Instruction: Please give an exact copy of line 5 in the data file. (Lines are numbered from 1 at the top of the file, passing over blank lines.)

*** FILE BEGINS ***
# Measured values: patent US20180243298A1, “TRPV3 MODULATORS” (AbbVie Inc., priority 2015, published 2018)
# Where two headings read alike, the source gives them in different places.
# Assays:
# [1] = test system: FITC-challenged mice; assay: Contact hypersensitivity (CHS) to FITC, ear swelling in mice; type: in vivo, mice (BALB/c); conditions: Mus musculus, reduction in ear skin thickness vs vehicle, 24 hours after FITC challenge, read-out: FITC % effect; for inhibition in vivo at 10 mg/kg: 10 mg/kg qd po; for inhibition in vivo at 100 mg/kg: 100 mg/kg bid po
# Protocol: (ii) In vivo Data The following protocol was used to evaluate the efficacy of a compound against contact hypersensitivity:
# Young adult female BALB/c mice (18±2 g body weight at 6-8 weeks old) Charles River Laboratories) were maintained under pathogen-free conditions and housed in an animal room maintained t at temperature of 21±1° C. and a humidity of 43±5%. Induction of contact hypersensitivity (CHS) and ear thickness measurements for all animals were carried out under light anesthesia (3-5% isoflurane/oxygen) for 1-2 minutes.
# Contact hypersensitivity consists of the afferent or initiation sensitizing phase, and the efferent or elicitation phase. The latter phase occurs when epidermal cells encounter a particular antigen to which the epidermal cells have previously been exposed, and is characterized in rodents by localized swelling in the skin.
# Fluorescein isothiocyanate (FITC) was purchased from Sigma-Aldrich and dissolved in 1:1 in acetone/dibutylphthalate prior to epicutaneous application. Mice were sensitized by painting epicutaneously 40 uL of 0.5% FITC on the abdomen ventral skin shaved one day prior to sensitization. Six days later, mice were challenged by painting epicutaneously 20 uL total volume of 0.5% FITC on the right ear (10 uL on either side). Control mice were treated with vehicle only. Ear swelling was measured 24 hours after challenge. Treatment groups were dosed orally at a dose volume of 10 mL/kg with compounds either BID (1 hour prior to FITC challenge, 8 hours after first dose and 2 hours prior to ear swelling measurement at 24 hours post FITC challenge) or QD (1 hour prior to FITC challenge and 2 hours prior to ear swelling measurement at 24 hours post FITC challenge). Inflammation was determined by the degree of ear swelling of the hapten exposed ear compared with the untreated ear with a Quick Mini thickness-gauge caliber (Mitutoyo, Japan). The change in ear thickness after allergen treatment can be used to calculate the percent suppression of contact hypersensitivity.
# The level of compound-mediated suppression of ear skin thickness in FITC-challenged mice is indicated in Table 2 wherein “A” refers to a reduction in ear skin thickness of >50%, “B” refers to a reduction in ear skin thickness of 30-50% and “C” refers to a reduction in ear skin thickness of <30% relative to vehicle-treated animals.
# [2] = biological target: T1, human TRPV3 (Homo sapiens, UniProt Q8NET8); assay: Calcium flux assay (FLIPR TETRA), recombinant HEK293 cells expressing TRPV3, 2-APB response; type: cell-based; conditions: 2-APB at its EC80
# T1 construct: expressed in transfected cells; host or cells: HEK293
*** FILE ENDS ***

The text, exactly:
# Protocol: (ii) In vivo Data The following protocol was used to evaluate the efficacy of a compound against contact hypersensitivity: